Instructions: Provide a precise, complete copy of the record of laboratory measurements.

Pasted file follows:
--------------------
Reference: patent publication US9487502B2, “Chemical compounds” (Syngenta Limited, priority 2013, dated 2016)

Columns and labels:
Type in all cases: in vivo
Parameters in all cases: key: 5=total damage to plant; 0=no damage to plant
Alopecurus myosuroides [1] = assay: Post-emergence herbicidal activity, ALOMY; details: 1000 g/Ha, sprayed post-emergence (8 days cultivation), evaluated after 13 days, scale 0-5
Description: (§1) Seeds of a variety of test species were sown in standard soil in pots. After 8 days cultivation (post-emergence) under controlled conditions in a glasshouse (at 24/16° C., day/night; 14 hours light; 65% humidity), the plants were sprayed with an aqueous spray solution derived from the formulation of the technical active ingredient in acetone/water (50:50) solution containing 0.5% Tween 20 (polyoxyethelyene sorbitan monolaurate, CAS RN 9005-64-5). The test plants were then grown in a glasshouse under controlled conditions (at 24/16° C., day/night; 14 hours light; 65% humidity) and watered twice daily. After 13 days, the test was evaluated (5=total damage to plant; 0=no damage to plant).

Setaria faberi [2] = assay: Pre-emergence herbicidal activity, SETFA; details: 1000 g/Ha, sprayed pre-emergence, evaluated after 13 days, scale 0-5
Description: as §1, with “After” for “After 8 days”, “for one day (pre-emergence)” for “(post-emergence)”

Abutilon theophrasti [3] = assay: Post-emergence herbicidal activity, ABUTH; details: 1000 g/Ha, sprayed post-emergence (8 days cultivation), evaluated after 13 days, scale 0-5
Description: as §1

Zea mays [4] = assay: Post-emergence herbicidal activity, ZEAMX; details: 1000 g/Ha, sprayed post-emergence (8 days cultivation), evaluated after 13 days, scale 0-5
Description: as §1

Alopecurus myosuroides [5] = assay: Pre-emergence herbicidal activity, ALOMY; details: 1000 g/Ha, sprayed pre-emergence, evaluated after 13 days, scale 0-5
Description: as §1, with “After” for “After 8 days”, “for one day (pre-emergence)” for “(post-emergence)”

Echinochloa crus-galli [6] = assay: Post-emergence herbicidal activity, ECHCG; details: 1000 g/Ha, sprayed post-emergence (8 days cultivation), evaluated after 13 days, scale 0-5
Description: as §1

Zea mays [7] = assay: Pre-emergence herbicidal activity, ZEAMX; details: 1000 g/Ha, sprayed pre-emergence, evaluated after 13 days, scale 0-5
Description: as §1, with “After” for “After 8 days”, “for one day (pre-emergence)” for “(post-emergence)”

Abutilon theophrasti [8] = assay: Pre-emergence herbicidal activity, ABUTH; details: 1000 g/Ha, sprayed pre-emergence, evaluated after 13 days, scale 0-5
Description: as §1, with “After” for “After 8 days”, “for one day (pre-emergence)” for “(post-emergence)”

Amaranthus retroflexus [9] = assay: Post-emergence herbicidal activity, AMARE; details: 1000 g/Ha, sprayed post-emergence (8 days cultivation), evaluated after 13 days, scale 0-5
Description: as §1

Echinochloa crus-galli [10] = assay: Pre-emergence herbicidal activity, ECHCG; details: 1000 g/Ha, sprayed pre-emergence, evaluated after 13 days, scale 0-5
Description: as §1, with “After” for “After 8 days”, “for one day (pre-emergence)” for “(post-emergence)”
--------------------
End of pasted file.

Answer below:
Reference: patent publication US9487502B2, “Chemical compounds” (Syngenta Limited, priority 2013, dated 2016)

Columns and labels:
Type in all cases: in vivo
Parameters in all cases: key: 5=total damage to plant; 0=no damage to plant
Alopecurus myosuroides [1] = assay: Post-emergence herbicidal activity, ALOMY; details: 1000 g/Ha, sprayed post-emergence (8 days cultivation), evaluated after 13 days, scale 0-5
Description: (§1) Seeds of a variety of test species were sown in standard soil in pots. After 8 days cultivation (post-emergence) under controlled conditions in a glasshouse (at 24/16° C., day/night; 14 hours light; 65% humidity), the plants were sprayed with an aqueous spray solution derived from the formulation of the technical active ingredient in acetone/water (50:50) solution containing 0.5% Tween 20 (polyoxyethelyene sorbitan monolaurate, CAS RN 9005-64-5). The test plants were then grown in a glasshouse under controlled conditions (at 24/16° C., day/night; 14 hours light; 65% humidity) and watered twice daily. After 13 days, the test was evaluated (5=total damage to plant; 0=no damage to plant).

Setaria faberi [2] = assay: Pre-emergence herbicidal activity, SETFA; details: 1000 g/Ha, sprayed pre-emergence, evaluated after 13 days, scale 0-5
Description: as §1, with “After” for “After 8 days”, “for one day (pre-emergence)” for “(post-emergence)”

Abutilon theophrasti [3] = assay: Post-emergence herbicidal activity, ABUTH; details: 1000 g/Ha, sprayed post-emergence (8 days cultivation), evaluated after 13 days, scale 0-5
Description: as §1

Zea mays [4] = assay: Post-emergence herbicidal activity, ZEAMX; details: 1000 g/Ha, sprayed post-emergence (8 days cultivation), evaluated after 13 days, scale 0-5
Description: as §1

Alopecurus myosuroides [5] = assay: Pre-emergence herbicidal activity, ALOMY; details: 1000 g/Ha, sprayed pre-emergence, evaluated after 13 days, scale 0-5
Description: as §1, with “After” for “After 8 days”, “for one day (pre-emergence)” for “(post-emergence)”

Echinochloa crus-galli [6] = assay: Post-emergence herbicidal activity, ECHCG; details: 1000 g/Ha, sprayed post-emergence (8 days cultivation), evaluated after 13 days, scale 0-5
Description: as §1

Zea mays [7] = assay: Pre-emergence herbicidal activity, ZEAMX; details: 1000 g/Ha, sprayed pre-emergence, evaluated after 13 days, scale 0-5
Description: as §1, with “After” for “After 8 days”, “for one day (pre-emergence)” for “(post-emergence)”

Abutilon theophrasti [8] = assay: Pre-emergence herbicidal activity, ABUTH; details: 1000 g/Ha, sprayed pre-emergence, evaluated after 13 days, scale 0-5
Description: as §1, with “After” for “After 8 days”, “for one day (pre-emergence)” for “(post-emergence)”

Amaranthus retroflexus [9] = assay: Post-emergence herbicidal activity, AMARE; details: 1000 g/Ha, sprayed post-emergence (8 days cultivation), evaluated after 13 days, scale 0-5
Description: as §1

Echinochloa crus-galli [10] = assay: Pre-emergence herbicidal activity, ECHCG; details: 1000 g/Ha, sprayed pre-emergence, evaluated after 13 days, scale 0-5
Description: as §1, with “After” for “After 8 days”, “for one day (pre-emergence)” for “(post-emergence)”